While ongoing Jewish-Christian dialogue has been active over the last 50 years or so, said the ECI, the delegates agreed that the symposium “had the potential of breaking new ground.” New allies and a broad cooperation are needed in the battle against antisemitism, said co-organizer Dr. Christian Staffa, the National Commissioner against Antisemitism at the Evangelical-Protestant Church (EKD) in Germany and the Director of Studies for Democratic Culture and Church at the Evangelical Academy in Berlin.
Vice President of the German Parliament Katrin Göring-Eckardt concurred, saying, “We need strong alliances that extend beyond individual concerns. It is the duty of Christians to make the concerns of their Jewish compatriots their common concern. To be united and be allies – just as today’s event shows.”
Additional participants at the one day symposium include Associate Dean Rabbi Abraham Cooper of the Simon Wiesenthal Center in Los Angeles, the President of the Conference of European Rabbis, Moscow Chief Rabbi Pinchas Goldschmidt, Bishop of the Evangelical-Protestant Church of Berlin Dr Christian Stäblein, Founding Director of the Forum for Cultural Diplomacy Dr. Gregory Lafitte, European Union Coordinator in the combat against antisemitism Katharina von Schnurbein and Federal Commissioner for Jewish life in Germany and the fight against antisemitism Dr Felix Klein.
The ECI told TV7 in a written message that in response to a plea from the Jewish Community, the symposium attendees issued a declaration which stated that “the criminalization of circumcision and kosher slaughter must be resisted, as they are central to Jewish religious practice and are protected by the right to freedom of religion and belief, as enshrined in Article 18 of the Universal Declaration of Human Rights.”
Gady Gronich, CEO of the Conference of European Rabbis Foundation, reminded the delegates not only to concentrate their thoughts and contributions on the tragedies of the past but to also carefully take into consideration challenges facing European Jewry today.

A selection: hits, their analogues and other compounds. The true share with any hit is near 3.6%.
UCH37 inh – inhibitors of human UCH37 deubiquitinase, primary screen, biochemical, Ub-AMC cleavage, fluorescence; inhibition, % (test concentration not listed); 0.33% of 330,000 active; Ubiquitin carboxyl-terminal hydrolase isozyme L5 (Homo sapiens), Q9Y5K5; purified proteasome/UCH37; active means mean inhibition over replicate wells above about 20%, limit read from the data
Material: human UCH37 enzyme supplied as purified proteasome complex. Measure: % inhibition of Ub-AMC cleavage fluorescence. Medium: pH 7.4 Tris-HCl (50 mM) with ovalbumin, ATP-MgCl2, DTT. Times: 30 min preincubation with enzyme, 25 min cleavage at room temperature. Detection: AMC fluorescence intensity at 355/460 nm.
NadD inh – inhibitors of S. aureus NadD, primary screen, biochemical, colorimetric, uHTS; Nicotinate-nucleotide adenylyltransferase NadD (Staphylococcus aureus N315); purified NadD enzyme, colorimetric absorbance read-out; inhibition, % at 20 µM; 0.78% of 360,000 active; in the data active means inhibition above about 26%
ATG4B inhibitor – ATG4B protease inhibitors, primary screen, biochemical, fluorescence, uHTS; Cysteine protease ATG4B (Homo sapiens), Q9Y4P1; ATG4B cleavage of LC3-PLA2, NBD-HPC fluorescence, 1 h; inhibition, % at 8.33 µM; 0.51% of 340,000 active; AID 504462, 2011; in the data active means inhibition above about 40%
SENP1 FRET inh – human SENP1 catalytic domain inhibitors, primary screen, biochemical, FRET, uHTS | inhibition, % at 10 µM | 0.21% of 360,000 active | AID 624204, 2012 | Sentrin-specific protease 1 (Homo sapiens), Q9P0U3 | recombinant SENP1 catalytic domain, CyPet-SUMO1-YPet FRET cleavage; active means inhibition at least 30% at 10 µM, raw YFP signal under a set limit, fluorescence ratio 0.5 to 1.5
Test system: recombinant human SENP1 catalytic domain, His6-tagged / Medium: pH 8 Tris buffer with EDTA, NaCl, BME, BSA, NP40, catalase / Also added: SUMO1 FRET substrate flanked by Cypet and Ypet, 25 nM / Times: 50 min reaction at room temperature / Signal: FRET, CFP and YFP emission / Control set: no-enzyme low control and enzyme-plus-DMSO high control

“80 years after the Wannsee conference, more and more Jews are asking themselves if there is still a future in Europe. The challenges facing the Jewish communities today are not only old forms of antisemitism, but new legislation which is restricting Jewish practice of religious freedom. Without circumcision and kosher slaughter there can be no religious Jewish life in Europe,” he said.
The declaration went on to note that “The Holocaust did not start with the Wannsee conference but with a long series of laws and edicts which were passed to isolate, discredit and delegitimize Jewish culture and religion, and this declaration calls on national authorities and church communities to create conditions where Jewish life can flourish.”
A memorial service in commemoration of the 80th anniversary of the Wannsee conference will be broadcast on 27 January at 4 PM Berlin time (CET), followed by a live conversation with several symposium delegates. Members of the public who who would like to watch the broadcast, join the conversation post comments or ask questions online are asked to register here: https://us06web.zoom.us/webinar/register/WN_I-k-902kSFeAXCiV-BKNVQ